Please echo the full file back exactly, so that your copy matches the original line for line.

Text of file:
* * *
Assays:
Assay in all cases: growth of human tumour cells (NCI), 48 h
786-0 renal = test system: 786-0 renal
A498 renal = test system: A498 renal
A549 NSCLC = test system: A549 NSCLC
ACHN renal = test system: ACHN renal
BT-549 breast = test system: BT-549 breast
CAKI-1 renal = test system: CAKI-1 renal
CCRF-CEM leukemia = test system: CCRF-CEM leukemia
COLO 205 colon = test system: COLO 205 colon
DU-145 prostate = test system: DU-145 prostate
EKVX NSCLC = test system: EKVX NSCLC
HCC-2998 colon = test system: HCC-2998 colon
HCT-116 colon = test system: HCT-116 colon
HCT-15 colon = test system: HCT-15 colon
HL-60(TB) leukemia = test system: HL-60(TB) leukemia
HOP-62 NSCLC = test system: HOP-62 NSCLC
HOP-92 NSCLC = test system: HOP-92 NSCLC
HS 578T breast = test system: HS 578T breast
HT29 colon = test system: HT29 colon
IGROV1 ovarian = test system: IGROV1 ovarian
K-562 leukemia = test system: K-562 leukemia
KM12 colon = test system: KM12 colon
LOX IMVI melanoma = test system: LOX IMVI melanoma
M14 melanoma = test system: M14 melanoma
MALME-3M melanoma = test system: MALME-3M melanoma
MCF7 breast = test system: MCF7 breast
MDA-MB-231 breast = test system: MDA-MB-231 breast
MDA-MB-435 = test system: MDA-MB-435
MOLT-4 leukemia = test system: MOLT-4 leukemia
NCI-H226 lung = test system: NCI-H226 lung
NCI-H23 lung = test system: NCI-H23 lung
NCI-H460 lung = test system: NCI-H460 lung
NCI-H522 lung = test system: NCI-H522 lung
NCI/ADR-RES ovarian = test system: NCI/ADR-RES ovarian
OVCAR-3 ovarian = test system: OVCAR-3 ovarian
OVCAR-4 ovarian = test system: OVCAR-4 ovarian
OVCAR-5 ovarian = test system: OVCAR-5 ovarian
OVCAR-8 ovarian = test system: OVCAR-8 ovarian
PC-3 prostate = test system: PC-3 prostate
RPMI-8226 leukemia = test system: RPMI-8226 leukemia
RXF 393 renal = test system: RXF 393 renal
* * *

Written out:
Assays:
Assay in all cases: growth of human tumour cells (NCI), 48 h
786-0 renal = test system: 786-0 renal
A498 renal = test system: A498 renal
A549 NSCLC = test system: A549 NSCLC
ACHN renal = test system: ACHN renal
BT-549 breast = test system: BT-549 breast
CAKI-1 renal = test system: CAKI-1 renal
CCRF-CEM leukemia = test system: CCRF-CEM leukemia
COLO 205 colon = test system: COLO 205 colon
DU-145 prostate = test system: DU-145 prostate
EKVX NSCLC = test system: EKVX NSCLC
HCC-2998 colon = test system: HCC-2998 colon
HCT-116 colon = test system: HCT-116 colon
HCT-15 colon = test system: HCT-15 colon
HL-60(TB) leukemia = test system: HL-60(TB) leukemia
HOP-62 NSCLC = test system: HOP-62 NSCLC
HOP-92 NSCLC = test system: HOP-92 NSCLC
HS 578T breast = test system: HS 578T breast
HT29 colon = test system: HT29 colon
IGROV1 ovarian = test system: IGROV1 ovarian
K-562 leukemia = test system: K-562 leukemia
KM12 colon = test system: KM12 colon
LOX IMVI melanoma = test system: LOX IMVI melanoma
M14 melanoma = test system: M14 melanoma
MALME-3M melanoma = test system: MALME-3M melanoma
MCF7 breast = test system: MCF7 breast
MDA-MB-231 breast = test system: MDA-MB-231 breast
MDA-MB-435 = test system: MDA-MB-435
MOLT-4 leukemia = test system: MOLT-4 leukemia
NCI-H226 lung = test system: NCI-H226 lung
NCI-H23 lung = test system: NCI-H23 lung
NCI-H460 lung = test system: NCI-H460 lung
NCI-H522 lung = test system: NCI-H522 lung
NCI/ADR-RES ovarian = test system: NCI/ADR-RES ovarian
OVCAR-3 ovarian = test system: OVCAR-3 ovarian
OVCAR-4 ovarian = test system: OVCAR-4 ovarian
OVCAR-5 ovarian = test system: OVCAR-5 ovarian
OVCAR-8 ovarian = test system: OVCAR-8 ovarian
PC-3 prostate = test system: PC-3 prostate
RPMI-8226 leukemia = test system: RPMI-8226 leukemia
RXF 393 renal = test system: RXF 393 renal